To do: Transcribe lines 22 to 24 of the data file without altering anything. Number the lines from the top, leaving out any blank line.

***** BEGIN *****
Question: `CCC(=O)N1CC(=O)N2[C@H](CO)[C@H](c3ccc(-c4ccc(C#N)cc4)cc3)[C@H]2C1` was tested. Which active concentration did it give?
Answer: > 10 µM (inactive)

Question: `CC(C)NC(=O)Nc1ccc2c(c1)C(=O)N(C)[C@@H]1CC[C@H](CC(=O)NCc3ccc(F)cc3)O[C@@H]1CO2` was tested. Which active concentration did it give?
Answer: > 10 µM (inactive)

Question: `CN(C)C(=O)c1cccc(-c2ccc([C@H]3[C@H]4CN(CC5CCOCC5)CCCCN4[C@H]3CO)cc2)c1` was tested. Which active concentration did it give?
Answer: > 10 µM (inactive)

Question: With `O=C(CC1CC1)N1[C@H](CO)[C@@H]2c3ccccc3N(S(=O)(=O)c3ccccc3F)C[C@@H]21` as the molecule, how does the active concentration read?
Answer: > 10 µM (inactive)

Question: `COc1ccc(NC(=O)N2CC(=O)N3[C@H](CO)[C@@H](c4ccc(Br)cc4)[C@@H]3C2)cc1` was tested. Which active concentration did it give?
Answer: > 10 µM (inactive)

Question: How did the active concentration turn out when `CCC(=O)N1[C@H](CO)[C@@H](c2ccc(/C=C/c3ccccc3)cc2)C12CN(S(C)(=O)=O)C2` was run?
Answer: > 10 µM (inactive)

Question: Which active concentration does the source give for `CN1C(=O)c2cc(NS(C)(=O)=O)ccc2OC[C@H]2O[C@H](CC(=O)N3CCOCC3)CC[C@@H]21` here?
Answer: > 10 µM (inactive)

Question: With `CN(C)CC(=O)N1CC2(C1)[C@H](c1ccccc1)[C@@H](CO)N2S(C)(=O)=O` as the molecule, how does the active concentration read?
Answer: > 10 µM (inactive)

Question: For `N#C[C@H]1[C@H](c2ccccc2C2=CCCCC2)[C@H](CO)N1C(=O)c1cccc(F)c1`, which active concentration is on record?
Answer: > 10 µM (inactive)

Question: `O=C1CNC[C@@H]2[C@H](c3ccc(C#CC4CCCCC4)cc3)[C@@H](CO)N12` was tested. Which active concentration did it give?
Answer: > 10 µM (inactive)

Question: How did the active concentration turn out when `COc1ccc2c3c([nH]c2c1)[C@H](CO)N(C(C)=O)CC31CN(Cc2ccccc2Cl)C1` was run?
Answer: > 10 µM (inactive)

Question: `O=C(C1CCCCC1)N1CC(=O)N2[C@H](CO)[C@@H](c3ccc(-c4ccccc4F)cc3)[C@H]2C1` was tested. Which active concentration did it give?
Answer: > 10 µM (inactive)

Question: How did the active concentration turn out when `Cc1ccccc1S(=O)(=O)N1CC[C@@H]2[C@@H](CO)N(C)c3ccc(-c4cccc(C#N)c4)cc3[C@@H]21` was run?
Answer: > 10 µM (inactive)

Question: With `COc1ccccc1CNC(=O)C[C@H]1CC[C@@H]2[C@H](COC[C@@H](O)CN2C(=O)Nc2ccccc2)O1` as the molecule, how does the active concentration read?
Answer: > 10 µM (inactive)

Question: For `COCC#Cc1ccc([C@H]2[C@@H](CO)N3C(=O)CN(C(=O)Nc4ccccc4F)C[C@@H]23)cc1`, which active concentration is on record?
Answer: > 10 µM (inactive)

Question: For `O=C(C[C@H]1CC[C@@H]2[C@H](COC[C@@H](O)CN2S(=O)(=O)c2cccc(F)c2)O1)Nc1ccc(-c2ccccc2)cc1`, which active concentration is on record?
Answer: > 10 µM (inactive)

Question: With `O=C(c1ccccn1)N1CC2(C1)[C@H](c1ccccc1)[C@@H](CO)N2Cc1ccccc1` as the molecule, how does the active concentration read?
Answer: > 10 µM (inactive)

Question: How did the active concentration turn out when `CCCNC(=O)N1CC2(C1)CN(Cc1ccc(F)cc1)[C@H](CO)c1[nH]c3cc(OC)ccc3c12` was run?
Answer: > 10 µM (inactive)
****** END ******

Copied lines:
Answer: > 10 µM (inactive)

Question: `O=C(C1CCCCC1)N1CC(=O)N2[C@H](CO)[C@@H](c3ccc(-c4ccccc4F)cc3)[C@H]2C1` was tested. Which active concentration did it give?
Answer: > 10 µM (inactive)